Although leadership determines the tone, employees come to drive the business just as members drive their associations and soldiers realize effective strategies. They make things happen—when encouraged in and by a psychologically safe place. Where such environments permit EC, the climate increases collaboration and cooperation because it reduces anxiety and vulnerability. It frees employees to offer feedback, exchange ideas, and paths to achievement. The comfort of mutual respect welcomes diversity and triggers inclusion.
The EC culture reveals itself in affective commitment and companionate affection, a belonging that increases natural desire to have an impact, enhances willingness to pursue shared goals and elevates willingness to remain with the organization. It offers the individual a means to make a difference.
Provide EC tools for making EI more actionable and beneficial
I see an irony in the use of technologies to speed people’s work, software to improve quality, and resources to improve efficiency. These efforts serve traditional concepts of productivity. But they separate tasks and people. Devices channel individual work into solitary work when individuals seek companionship and socialization.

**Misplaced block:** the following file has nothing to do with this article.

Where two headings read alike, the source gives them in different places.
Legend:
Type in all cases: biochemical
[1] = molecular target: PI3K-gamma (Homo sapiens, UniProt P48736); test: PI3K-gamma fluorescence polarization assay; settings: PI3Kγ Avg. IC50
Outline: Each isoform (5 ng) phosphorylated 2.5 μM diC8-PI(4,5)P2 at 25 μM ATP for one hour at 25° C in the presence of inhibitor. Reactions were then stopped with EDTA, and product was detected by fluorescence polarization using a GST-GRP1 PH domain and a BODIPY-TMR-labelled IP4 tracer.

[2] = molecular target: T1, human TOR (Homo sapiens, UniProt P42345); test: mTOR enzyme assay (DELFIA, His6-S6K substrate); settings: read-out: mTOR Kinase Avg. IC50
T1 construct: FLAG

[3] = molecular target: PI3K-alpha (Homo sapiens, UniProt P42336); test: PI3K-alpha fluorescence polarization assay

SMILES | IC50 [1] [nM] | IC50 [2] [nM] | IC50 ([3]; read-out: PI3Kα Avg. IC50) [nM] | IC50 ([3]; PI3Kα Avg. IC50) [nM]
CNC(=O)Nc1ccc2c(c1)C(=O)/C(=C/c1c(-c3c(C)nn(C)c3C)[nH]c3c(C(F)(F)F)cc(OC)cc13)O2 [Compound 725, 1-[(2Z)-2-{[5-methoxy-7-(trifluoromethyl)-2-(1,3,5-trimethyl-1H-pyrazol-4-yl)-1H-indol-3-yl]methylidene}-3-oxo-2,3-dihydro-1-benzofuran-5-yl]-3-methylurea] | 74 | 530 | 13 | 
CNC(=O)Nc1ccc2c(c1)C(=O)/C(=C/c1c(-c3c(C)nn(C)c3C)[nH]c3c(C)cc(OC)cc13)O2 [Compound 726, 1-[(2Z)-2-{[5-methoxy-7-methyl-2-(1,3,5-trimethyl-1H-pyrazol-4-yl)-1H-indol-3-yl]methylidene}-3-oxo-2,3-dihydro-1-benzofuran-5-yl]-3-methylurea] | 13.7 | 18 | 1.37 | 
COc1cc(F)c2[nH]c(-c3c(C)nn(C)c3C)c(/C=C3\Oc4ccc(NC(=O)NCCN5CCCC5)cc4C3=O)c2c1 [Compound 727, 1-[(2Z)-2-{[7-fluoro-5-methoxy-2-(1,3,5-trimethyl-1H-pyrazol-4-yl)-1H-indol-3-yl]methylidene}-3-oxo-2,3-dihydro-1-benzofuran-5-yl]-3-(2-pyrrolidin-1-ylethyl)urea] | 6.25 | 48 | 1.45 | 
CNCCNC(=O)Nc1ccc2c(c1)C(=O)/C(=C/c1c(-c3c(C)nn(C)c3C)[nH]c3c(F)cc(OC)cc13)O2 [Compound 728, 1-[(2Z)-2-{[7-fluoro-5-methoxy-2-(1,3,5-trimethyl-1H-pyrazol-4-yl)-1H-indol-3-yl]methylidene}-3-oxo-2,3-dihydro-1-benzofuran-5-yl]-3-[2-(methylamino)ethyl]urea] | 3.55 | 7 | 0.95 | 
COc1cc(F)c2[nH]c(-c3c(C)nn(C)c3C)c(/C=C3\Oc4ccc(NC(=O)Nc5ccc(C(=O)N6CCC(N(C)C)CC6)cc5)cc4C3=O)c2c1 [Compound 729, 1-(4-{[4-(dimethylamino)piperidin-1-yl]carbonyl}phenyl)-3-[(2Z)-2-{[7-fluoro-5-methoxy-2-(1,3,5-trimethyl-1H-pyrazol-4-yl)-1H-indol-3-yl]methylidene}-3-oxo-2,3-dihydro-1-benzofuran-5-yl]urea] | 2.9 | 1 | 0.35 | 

Our research finds emotionally connected employees remain in their jobs longer, perform better, and form deeper customer relationships. Polls repeatedly indicate failure of major employee engagement initiatives. Disengaged employees then spread their disinterest effectively undermining the cultural and performance dynamic needed to succeed.
Too many enterprises approach employee engagement as an HR task. They reduce it to a roll-out, another survey, or monthly newsletter cheer. C-suite executives leave it to HR to handle change vertically through the hierarchy. But it does not work without the vertical and horizontal commitment by all stakeholders modeled at the highest level.
I believe In Great Company shows receiving respect, living the values espoused by the company, and creating a positive, functional and collaborative community promote a love of one’s workplace. This, in turn, increases performance and loyalty.
Introduce five specific principle-informing practice: